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Abstract Background: The serine protease inhibitor nafamostat has been proposed as a treatment for COVID-19, by inhibiting TMPRSS2-mediated viral cell entry. Nafamostat has been shown to have other, immunomodulatory effects, which may be beneficial for treatment, however animal models of ssRNA virus infection are lacking. In this study, we examined the potential of the dual TLR7/8 agonist R848 to mimic the host response to a ssRNA virus infection and the associated behavioural response. In addition, we evaluated the anti-inflammatory effects of nafamostat in this model. Methods: CD-1 mice received an intraperitoneal injection of R848 (200μg, prepared in DMSO, diluted 1:10 in saline) or diluted DMSO alone, and an intravenous injection of either nafamostat (100μL, 3mg/kg in saline) or saline. Sickness behaviour was determined by temperature, food intake, sucrose preference test, open field and forced swim test. Blood and fresh liver, lung and brain were collected 6 hours post-challenge to measure markers of peripheral and central inflammation by blood analysis and qPCR. Results: R848 induced a robust inflammatory response, as evidenced by increased expression of TNF, IFN-γ, CXCL1 and CXCL10 in the liver, lung and brain, as well as a sickness behaviour phenotype. Exogenous administration of nafamostat suppressed the hepatic inflammatory response, significantly reducing TNF and IFN-γ expression, but had no effect on lung or brain cytokine production. R848 administration depleted circulating leukocytes, which was restored by nafamostat treatment. Conclusions: Our data indicate that R848 administration provides a useful model of ssRNA virus infection, which induces inflammation in the periphery and CNS, and virus infection-like illness. In turn, we show that nafamostat has a systemic anti-inflammatory effect, in the presence of the TLR7/8 agonist. Therefore, the results indicate that nafamostat has anti-inflammatory actions, beyond its ability to inhibit TMPRSS2, that might potentiate its anti-viral actions in pathologies such as COVID-19.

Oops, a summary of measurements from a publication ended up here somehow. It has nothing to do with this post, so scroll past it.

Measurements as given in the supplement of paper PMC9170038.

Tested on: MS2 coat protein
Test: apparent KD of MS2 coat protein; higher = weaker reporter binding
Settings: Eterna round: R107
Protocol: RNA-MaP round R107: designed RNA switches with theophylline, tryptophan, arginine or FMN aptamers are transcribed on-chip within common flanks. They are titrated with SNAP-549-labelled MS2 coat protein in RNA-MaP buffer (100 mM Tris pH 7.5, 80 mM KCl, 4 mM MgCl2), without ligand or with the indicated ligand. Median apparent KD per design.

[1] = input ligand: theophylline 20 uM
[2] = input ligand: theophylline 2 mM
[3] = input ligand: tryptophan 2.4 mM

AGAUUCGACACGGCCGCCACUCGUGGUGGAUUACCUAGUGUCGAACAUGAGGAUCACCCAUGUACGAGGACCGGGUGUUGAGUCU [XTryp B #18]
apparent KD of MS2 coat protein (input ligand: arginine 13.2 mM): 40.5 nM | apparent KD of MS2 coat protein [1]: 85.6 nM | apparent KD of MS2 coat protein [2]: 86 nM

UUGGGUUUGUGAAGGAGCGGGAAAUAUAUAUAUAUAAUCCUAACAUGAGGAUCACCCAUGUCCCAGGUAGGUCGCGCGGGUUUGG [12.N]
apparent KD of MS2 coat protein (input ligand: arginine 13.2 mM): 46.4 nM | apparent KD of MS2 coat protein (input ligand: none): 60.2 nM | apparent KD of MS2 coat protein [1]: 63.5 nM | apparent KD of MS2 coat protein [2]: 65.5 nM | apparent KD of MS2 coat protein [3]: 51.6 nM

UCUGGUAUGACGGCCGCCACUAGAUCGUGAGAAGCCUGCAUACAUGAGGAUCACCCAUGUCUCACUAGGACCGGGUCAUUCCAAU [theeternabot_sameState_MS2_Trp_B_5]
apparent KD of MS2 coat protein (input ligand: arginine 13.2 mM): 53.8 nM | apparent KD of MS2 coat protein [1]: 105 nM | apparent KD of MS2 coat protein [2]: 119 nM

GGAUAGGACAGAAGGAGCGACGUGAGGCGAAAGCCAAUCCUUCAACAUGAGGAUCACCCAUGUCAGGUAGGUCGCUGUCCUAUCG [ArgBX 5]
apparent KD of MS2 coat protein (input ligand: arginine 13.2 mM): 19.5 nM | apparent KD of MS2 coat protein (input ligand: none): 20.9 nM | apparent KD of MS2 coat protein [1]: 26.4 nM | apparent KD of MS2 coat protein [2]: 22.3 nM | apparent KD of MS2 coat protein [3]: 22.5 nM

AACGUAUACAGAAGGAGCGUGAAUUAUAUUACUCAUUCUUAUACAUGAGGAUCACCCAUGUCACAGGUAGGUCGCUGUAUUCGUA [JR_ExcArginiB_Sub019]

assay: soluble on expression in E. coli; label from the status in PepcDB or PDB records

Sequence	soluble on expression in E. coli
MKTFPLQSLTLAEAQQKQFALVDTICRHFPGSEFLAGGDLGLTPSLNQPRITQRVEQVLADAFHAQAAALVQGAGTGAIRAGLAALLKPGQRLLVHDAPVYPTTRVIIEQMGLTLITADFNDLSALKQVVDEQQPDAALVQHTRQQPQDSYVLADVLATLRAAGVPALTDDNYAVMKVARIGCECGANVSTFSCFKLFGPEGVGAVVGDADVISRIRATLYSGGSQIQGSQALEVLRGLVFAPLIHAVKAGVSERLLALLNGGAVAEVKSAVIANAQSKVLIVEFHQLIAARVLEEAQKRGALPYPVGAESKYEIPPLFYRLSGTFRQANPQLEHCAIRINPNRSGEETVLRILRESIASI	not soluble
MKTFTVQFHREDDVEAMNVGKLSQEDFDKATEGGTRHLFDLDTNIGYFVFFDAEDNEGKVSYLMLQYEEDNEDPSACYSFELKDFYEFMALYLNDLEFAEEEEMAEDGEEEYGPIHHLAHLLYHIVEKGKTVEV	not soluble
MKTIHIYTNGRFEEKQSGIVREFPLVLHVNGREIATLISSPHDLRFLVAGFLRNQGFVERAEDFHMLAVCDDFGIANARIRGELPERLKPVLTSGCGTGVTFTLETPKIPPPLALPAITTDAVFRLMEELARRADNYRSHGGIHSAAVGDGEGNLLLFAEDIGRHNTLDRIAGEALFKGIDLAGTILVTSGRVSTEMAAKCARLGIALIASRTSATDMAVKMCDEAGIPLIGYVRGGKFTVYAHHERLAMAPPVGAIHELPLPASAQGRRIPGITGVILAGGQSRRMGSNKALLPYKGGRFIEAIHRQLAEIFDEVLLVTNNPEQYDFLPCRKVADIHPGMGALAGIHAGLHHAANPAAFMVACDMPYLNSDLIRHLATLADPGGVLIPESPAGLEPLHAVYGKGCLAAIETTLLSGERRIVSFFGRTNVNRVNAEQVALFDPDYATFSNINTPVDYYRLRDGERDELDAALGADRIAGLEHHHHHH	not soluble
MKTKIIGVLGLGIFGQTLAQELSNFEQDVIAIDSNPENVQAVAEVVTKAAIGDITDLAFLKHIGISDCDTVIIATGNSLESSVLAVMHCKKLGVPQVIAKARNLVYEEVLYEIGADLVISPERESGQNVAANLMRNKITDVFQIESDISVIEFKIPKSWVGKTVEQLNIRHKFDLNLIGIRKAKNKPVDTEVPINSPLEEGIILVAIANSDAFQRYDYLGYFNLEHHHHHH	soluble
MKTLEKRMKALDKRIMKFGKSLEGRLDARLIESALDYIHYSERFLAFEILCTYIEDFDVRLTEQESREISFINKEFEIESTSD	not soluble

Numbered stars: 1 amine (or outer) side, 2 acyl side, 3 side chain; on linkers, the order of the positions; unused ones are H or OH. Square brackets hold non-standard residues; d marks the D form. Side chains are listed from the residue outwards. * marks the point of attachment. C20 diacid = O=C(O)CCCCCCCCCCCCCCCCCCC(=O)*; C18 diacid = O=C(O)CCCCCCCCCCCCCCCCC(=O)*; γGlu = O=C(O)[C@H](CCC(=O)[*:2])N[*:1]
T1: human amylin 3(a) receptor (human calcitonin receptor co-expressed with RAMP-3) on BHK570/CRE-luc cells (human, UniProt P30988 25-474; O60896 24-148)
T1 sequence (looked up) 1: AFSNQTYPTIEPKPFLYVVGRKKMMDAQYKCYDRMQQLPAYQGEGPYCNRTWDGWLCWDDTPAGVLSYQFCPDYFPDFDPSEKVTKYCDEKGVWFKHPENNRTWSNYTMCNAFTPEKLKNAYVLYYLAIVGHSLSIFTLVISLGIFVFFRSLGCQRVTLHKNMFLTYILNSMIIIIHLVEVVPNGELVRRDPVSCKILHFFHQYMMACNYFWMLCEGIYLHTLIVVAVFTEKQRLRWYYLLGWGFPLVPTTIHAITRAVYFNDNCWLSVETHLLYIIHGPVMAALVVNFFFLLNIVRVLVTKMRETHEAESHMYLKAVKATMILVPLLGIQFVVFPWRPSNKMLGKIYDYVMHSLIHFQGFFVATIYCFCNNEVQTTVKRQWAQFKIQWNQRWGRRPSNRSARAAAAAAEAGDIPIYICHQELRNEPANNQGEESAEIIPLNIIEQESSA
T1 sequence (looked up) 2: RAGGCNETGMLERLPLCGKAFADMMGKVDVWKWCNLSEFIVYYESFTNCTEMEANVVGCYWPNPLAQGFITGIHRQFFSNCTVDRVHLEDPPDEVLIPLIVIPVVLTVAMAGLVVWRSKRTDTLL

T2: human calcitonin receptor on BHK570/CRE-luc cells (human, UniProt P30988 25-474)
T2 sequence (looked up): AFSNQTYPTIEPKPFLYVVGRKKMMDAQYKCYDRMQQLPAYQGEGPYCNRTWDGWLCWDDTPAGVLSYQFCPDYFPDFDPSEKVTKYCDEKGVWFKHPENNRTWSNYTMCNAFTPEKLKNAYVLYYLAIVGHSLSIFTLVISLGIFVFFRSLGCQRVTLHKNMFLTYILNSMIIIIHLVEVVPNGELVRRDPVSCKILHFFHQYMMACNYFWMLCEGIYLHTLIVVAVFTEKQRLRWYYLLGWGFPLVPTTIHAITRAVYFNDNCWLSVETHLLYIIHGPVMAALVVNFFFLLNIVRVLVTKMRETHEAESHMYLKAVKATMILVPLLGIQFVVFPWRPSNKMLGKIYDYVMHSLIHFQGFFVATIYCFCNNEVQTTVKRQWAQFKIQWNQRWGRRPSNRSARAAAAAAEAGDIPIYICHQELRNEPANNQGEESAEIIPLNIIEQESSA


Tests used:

Original publication

DOI

10.21203/rs.3.rs-628384/v1

Type

Journal article

Publisher

Research Square Platform LLC

Publication Date

16/06/2021